Monday, November 9, 2020


When I first started reading “Find the Helpers,” by Fred Guttenberg, I was unsure about what to expect. Because of an unthinkable tragedy, Fred has become a welcomed face and loud voice advocating common sense gun control. But before that happened, I knew his daughter Jaime and his wife Jennifer as regular customers in our dance store. Jaime loved to dance and she did something about it. She had dreams and dedication, a powerful combination.

We live in a small city next to Parkland, in Coral Springs, and the dance and entertainment community, despite its high profile, is always relatively small. Four fatal victims of the Marjorie Stoneman Douglas murders were or had been regular customers at our store. The father of one of our customers died in the tragedy too. A murdered boy was a close friend to one of our employees. We were hit hard, it was emotional and gut wrenching, but not as hard as for any of the survivor families. My father died unexpectedly from gun violence over thirty years ago. That is a phone call I wish upon no one to receive; it marks you for life. You learn to live with it, you never move on. And you know how it hits when it happens to others.

My wife and I have become closer to Jennifer and Fred since the tragedy and, as I said, I did not know what to expect from the book. It is a personal story of transformation. Fred takes us through the emotional bonds in his life, his failures and successes as an everyday American within a supportive family network. He shares his pain vividly as he tells us about an event that affected us all, 9/11, and how that monstrous attack’s toxic aftermath eventually led to the death of his younger brother, an iconic hero loved by his community of first responders.

-- BANG!!--

A single shot felled Jaime six minutes into the attack, seconds away from bending around a corner into safety. An instant that ended her life after minutes of terror which transformed the lives of many. A devastating blow to any loving family, to sixteen other families who lost a loved one; to another sixteen, those of the seventeen wounded (one family grieved one dead son, while tending their other one at the hospital); and of two others afterwards, suicides brought upon by their PTSD.  A blow changing the life of the thousands of students at MSD and to our cities of Parkland and Coral Springs.

Fred writes about how he picked up most of the pieces to find a new mission in life. From living a normal American life, he realized that our lives are all intertwined and that while the tragedy of 9/11 had brought changes to the way we live a far more deadly force, gun violence, is pervasive and no major regulatory effort is being undertaken to curb it. In fact, quite the contrary, the root of this violence is fed by a supposedly nonprofit civic organization that in reality is a powerful lobbying machine for gun and ammunition manufacturers.

The National Rifle Association is singularly responsible for successfully expanding the massive uncontrolled sale and distribution of guns and ammunition in the United States and, increasingly, abroad. The NRA has transformed the Second Amendment into a marketing slogan and, on every occasion they have, they stoke fears and animosity to urge people to buy more, buy more, buy more guns and bullets. That is their purpose: to be a commercial, highly profitable enterprise cloaking itself in an extreme interpretation of the Constitution. That is why they oppose any possible restrictive measure related to responsible gun ownership. They want to sell more.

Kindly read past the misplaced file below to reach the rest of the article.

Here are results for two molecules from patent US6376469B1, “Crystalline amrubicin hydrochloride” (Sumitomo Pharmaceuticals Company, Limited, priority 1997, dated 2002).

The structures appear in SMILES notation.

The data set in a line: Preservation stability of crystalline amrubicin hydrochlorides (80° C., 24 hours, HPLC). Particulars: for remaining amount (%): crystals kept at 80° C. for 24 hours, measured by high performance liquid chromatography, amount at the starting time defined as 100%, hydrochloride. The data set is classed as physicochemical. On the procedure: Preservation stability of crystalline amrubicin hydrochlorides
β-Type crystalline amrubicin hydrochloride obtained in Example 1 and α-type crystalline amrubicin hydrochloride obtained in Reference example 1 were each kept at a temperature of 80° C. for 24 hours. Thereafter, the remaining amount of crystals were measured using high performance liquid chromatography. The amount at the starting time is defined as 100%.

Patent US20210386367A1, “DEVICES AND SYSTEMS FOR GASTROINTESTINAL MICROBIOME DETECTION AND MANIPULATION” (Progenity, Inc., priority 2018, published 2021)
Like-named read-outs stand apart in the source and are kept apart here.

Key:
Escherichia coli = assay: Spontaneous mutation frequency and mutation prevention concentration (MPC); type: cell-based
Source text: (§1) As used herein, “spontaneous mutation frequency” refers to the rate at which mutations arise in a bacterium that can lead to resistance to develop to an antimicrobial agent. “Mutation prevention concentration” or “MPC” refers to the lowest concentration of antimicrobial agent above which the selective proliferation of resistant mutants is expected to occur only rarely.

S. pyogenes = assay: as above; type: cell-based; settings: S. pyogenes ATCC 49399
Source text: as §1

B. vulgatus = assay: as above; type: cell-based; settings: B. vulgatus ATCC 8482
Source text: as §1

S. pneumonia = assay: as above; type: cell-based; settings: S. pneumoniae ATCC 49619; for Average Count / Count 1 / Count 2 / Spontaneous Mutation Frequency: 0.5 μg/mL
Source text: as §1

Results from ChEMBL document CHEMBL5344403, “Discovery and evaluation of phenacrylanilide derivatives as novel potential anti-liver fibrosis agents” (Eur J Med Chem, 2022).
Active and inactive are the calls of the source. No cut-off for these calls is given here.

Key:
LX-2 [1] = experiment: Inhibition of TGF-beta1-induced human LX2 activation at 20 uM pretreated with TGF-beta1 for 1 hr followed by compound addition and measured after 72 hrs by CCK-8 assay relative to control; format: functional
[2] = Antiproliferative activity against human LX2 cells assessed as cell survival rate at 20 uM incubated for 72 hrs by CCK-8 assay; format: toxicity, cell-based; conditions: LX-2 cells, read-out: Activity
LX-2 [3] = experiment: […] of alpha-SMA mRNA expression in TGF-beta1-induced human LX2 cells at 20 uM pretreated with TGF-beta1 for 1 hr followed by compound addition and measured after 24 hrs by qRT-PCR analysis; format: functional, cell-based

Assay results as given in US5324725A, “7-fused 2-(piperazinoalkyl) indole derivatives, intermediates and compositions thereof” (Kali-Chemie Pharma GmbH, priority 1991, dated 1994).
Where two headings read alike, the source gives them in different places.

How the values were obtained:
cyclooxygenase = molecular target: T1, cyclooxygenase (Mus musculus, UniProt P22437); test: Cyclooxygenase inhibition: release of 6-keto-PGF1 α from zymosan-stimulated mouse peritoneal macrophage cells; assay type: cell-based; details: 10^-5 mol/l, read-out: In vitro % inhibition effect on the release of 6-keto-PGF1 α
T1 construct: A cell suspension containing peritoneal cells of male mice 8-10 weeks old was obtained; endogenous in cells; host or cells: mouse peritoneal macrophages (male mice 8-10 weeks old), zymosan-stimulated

At first a pained cynic, Fred finds in the receptivity to his message from the public, politicians and media, solace and support for his mission: “I’m going to break that fucking gun lobby”. He has found helpers. He almost surprises himself when this world actually listens to him and that many have the same goals as he does, confronting an inertia which can only be qualified as irresponsibly divisive and toxic. Fred pushes against that inertia, he is an advocate now.

Fred has made a journey through life that has shaped his mission. After deeply personal tragedies he found helpers out there. From a stranger on the street that called his family to let them know his brother was okay on 9/11, to a helper personified in the now President Elect, Joe Biden, comforting him by giving him a sense of purpose shortly after Jaime was brutally and senselessly murdered.

Fred wants us to know that when we are at our most distraught and downtrodden, there are helpers out there. If we open our eyes and ears we will see them, find them. And that from the deepest tragedies and downfalls we can rebuild and be part of our community, never forgetting, but with a new drive and purpose, becoming helpers too.

This deeply personal book has a message for us all and it is a message of love. We are better when we are together. Our communities thrive through our bonds with it, common kindness and common sense. We carry on our shoulders the love and spirit of those that have left us, driving us to build better todays for everyone and to fight against the forces trying to break us. As the love of Fred for Jaime drives him to spread this message of love throughout the world, our community and my family wants to let him know we love him and his family back. Thanks for all you do.

Fred Guttenberg
Mango Publishing, Coral Gables, 2020

Available through Orange Ribbons for Jaime


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